Tuesday, May 24, 2011

It’s amazing what the right man can do

I’m probably about to piss off every feminist reading this blog. But I’ve never understood why it’s OK to talk about the woman behind the man but not about the man behind the woman. That seems unbalanced, unfair. For example, everyone I know credits the stability that Mirka has brought to Federer’s personal life. It’s a fact that his best years have occurred under her unstinting support. Not that his best years are in any way behind him – I still believe that he can win 20 Slams. But even now Mirka remains a fixture in his box. She seems loyal, committed, devoted. And he seems to thrive on it.

But when a woman succeeds, we seem to have a harder time giving some of the credit to the man standing supportively behind her. In a bid to validate the woman’s effort –itself an honorable goal – we seem to need to diminish any role played by a penis-bearer other than her coach and/or father.

Yet it is a fact that Kim Clijsters got her early success during the period when she was involved in a committed relationship with Lleyton Hewitt and enjoyed the unquestioning support of his parents. And it is also fact that her resurgence has coincided with the emotional commitment to her new husband and the father of her beloved daughter. How does it detract in any way from anything she has done by acknowledging this?

I don’t think that conceding the positive impact of the right kind of masculine emotional support in any way detracts from what a woman has done. But for many feminists it does. Suggesting that a supportive man may help inspire a woman to be all that she can be is somehow interpreted as claiming that the woman is somehow less than on her own. That without his support she would be nothing. I disagree of course.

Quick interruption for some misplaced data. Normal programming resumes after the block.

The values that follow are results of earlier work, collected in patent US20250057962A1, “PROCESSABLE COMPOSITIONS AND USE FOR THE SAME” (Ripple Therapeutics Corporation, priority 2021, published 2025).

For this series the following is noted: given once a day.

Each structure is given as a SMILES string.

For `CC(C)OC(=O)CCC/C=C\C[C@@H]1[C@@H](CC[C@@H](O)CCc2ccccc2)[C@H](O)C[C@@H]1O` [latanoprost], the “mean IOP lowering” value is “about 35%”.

Thankfully I am not prone so such limited either-or-thinking and can see shades of gray. I can also acknowledge that the wrong kind of masculine influence can derail a woman terribly. Jennifer Capriati anyone? And I have often wondered if Jankovic’s decline has not in part been due to her acquisition of a gorgeous polo-playing boyfriend since 2008. And did Nicole Vaidisova’s promise flame out entirely after she married so young to Stepanek? Let’s be honest, sometimes the right man may come at the wrong time.

But sometimes a woman’s commitment to her tennis happily coincides with being in love with the right man. Venus Williams’ longstanding romance with pro golfer Hank Kuehne is often quoted as an example of how love and achievement can go hand in hand. There is certainly no doubt that the period 2007 (when Kuehne first appeared in her Wimbledon player’s box) and 2010 saw Venus return to top form and produce some of her best tennis. Does it detract from her accomplishments to acknowledge this?

Maybe I’m just at heart a romantic who believes that women’s phenomenal accomplishments can co-exist with being emotionally balanced and romantically grounded. Certainly this is my impression of the resurgence of Maria Sharapova. I do not in any way intend to detract from Sharapova’s tremendous mental strength when I say that being loved up by Sasha Vujacic seems to have been very, very good for her.

And this is the same blogger who once opined that Nike poured millions down the drain in their endorsement of this fading star. I stand by my expressed belief that Michael Joyce was no longer the right coach for Sharapova. I am glad that she has replaced him with Thomas Hogstedt (who has been credited with coaching the talented Na Li to the semifinals of the 2010 Australian Open.) About this change Maria would comment, “He sticks to his job. He's out there to try to make me better in different aspects of the game. I think that his experience can definitely help me, a new voice. I worked with Michael and my dad for so many years. I think it's just really positive to bring someone in.” I just love reading between the lines, don't you?